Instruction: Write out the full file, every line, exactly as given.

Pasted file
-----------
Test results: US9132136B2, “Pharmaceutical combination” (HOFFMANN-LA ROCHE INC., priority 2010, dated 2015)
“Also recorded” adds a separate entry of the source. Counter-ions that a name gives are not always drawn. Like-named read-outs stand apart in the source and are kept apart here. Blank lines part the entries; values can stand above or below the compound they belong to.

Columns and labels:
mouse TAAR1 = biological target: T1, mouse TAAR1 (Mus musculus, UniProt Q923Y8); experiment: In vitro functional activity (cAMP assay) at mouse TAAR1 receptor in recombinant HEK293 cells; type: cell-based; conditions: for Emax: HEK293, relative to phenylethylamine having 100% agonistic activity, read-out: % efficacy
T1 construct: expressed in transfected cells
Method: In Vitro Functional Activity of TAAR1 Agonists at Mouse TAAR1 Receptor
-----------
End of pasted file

Test results: US9132136B2, “Pharmaceutical combination” (HOFFMANN-LA ROCHE INC., priority 2010, dated 2015)
“Also recorded” adds a separate entry of the source. Counter-ions that a name gives are not always drawn. Like-named read-outs stand apart in the source and are kept apart here. Blank lines part the entries; values can stand above or below the compound they belong to.

Columns and labels:
mouse TAAR1 = biological target: T1, mouse TAAR1 (Mus musculus, UniProt Q923Y8); experiment: In vitro functional activity (cAMP assay) at mouse TAAR1 receptor in recombinant HEK293 cells; type: cell-based; conditions: for Emax: HEK293, relative to phenylethylamine having 100% agonistic activity, read-out: % efficacy
T1 construct: expressed in transfected cells
Method: In Vitro Functional Activity of TAAR1 Agonists at Mouse TAAR1 Receptor